How can I try to delight them?

edited November 2011 in Play Advice
So it's been said elsewhere that when the stars align such that the GM is "responsible for the fun" (i.e. everyone else can be jerks but the GM has to somehow turn the game into something great) that something bad is happening.

But... there's another thing, which is ardently trying to make a game fun for everyone.

That's what I want to do.

I don't want to talk about my players specifically, but let's assume Geek Social Fallacies don't apply. I'm pulling in a mix of people, a mix of ages, and while I'm getting a mix of styles, everyone is conversant enough in what they like to know that they legitimately want to play my game. I run a game where we play to find out what happens and there aren't very many rules.

I've got their character sheets, with a how they deal with problems, relationships with at least 3 NPCs, how they relate to other player characters, and how they are likely to get themselves into trouble. So a pretty good starting point. Now, given that I have all this, what should I do to delight my players?

Another way of putting it:

How do I go from a good R-map, meaty character descriptions, and some color, to delighting my players?


  • I can't really answer without knowing what your game is? Like, are they rambling adventurers seeking their fortune in the wide world? Are they a competitive frungy team plying the spaceways and battling for the Triple Crown in the sport of kings?
  • How many players?
  • edited November 2011
    I find that The Daughters of Verona does what you ask, and is very good at it as well.

    And I think that the key feature that makes it so is the section of Truths in the rules. The Truths is a short list of things that we will know to be true. e.g. Since TDoV is a game of Shakespearean comedy, one of the truths is that it ends with a wedding. When setting up a game the facilitator/player with the most dramatic voice reads the Truths aloud so that everyone at the table gets to hear them.

    The truths will get everyone on the same track. Shared expectations, and shared joy from seeing the game progress in the expected direction will make your players delighted.
  • Some context: We play to find out, there aren't many rules (GHOST/ECHO dice variant), and setting and sitch are closest to Perdido Street station. The setting is the shifting city of Misplaced ruled by Queen Amethyst and her seven demonic husbands, in the world of Sidereal, which features shifting terrain (i.e. every few miles is like a seamless-transition-demiplane, and the demiplanes drift and swim among each other like a lazy school of fish).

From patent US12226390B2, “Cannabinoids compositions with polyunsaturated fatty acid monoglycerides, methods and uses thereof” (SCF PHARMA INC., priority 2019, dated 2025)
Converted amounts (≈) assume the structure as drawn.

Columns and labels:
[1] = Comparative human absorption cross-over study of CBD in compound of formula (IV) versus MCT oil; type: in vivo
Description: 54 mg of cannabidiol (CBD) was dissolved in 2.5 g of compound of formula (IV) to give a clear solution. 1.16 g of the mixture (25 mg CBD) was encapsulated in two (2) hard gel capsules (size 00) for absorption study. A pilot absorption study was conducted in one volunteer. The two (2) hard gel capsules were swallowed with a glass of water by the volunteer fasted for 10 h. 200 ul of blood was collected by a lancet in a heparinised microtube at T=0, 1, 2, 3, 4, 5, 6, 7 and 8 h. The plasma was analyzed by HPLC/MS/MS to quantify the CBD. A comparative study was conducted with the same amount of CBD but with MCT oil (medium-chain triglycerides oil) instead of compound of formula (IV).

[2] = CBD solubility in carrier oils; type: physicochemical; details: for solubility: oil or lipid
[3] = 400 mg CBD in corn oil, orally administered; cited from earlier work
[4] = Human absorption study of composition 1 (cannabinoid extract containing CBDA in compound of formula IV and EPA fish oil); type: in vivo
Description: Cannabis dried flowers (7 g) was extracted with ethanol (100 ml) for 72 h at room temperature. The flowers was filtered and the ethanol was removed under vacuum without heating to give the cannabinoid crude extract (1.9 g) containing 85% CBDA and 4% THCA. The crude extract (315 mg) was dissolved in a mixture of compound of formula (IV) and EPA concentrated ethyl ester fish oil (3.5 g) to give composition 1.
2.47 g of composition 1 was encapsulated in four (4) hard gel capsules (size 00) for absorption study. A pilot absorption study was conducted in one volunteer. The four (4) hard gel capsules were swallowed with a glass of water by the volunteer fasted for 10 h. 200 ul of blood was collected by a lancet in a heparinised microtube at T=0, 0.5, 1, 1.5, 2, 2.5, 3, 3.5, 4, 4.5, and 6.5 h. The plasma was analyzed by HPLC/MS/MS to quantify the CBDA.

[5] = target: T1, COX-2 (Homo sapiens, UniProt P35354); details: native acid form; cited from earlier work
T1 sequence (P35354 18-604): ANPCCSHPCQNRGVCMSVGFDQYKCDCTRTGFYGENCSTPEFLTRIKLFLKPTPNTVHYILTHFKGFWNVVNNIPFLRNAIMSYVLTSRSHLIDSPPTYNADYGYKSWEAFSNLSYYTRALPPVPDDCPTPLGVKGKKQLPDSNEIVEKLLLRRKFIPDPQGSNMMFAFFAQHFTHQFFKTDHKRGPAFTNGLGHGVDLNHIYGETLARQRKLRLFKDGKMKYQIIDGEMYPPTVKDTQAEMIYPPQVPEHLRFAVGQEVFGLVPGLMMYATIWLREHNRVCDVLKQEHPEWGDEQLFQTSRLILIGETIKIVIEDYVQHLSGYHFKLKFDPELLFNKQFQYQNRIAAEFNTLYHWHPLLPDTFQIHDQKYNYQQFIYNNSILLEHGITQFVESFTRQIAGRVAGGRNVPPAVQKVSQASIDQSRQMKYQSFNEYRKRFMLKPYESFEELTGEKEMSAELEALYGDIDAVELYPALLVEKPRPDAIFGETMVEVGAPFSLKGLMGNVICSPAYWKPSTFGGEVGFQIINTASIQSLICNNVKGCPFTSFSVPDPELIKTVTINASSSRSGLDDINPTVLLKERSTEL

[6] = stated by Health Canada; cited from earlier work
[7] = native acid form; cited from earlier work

• Okay, but what are they gonna do? Why are they showing up to your game? Do they have a goal?
  • The characters are all people in poverty, and they don't have a single collective goal except to survive being caught between the demons/authorities and the revolutionaries that are trying to overthrow those demons/authorities. Individual goals include: Uncovering who killed a backstory NPC, atoning for a criminal past, regaining sanity, ambition to be rich, and fulfilling delusions of being a hero. Oh, and one character is a neurotic robot baker that would like to go back to baking, but the revolution just set up shop in her basement and is threatening to destroy her bakery if she doesn't cover for them.

  • Posted By: Ryexcept to survive being caught between the demons/authorities and the revolutionaries that are trying to overthrow those demons/authorities.
    Ah, there we go.

    Their delight will come in demonstrating their wits and prowess out of impossible situations. So start with a simple impossible situation: the authorities have trapped everyone in a building and they're searching it for a dangerous fugitive. The fugitive doesn't exist. Whatever they decide to try works.

    After that, proceed to different impossible situations and you'll be good to go.

    The initial delight is one of introduction - aha, this is why I'm here! This is what we're going to be doing!
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